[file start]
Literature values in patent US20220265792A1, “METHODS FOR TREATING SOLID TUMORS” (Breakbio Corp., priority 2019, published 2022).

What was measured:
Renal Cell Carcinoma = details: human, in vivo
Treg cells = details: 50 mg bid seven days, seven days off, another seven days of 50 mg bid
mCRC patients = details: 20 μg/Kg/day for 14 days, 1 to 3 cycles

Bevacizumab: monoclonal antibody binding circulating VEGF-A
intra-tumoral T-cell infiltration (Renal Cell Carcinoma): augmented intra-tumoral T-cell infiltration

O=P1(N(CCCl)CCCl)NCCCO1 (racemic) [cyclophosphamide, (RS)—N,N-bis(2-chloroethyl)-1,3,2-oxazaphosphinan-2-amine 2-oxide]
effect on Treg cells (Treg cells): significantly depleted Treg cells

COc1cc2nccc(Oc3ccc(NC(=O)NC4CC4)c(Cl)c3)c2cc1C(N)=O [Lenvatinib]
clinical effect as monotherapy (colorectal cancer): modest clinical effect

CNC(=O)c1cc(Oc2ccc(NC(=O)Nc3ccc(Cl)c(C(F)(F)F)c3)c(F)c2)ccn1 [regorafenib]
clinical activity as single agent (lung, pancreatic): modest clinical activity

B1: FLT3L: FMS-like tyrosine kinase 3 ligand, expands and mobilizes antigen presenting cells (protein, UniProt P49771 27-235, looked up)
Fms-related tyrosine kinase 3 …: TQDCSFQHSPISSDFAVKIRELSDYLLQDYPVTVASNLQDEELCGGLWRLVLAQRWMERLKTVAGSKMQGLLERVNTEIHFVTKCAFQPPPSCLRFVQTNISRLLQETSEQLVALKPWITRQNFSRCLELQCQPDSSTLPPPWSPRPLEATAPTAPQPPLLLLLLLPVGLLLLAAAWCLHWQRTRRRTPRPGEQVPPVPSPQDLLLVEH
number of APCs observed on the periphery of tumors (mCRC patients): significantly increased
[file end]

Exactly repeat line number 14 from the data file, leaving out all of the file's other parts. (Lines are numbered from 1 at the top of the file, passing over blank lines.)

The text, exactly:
B1: FLT3L: FMS-like tyrosine kinase 3 ligand, expands and mobilizes antigen presenting cells (protein, UniProt P49771 27-235, looked up)